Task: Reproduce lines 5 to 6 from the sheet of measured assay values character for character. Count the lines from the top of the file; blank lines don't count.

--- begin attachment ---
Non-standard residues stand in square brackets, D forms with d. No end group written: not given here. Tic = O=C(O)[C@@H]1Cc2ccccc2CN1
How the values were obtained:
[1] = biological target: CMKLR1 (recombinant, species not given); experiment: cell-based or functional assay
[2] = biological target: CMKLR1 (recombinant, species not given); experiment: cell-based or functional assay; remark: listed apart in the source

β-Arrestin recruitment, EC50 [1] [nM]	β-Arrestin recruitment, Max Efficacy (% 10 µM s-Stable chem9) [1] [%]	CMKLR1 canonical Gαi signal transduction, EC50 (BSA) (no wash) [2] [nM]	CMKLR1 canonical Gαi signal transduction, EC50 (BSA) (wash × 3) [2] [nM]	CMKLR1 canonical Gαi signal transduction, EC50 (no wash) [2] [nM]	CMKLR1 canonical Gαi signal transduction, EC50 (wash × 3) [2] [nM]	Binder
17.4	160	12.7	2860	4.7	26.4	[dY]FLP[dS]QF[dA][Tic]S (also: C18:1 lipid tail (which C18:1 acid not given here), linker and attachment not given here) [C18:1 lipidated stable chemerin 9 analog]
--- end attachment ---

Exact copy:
β-Arrestin recruitment, EC50 [1] [nM]	β-Arrestin recruitment, Max Efficacy (% 10 µM s-Stable chem9) [1] [%]	CMKLR1 canonical Gαi signal transduction, EC50 (BSA) (no wash) [2] [nM]	CMKLR1 canonical Gαi signal transduction, EC50 (BSA) (wash × 3) [2] [nM]	CMKLR1 canonical Gαi signal transduction, EC50 (no wash) [2] [nM]	CMKLR1 canonical Gαi signal transduction, EC50 (wash × 3) [2] [nM]	Binder
17.4	160	12.7	2860	4.7	26.4	[dY]FLP[dS]QF[dA][Tic]S (also: C18:1 lipid tail (which C18:1 acid not given here), linker and attachment not given here) [C18:1 lipidated stable chemerin 9 analog]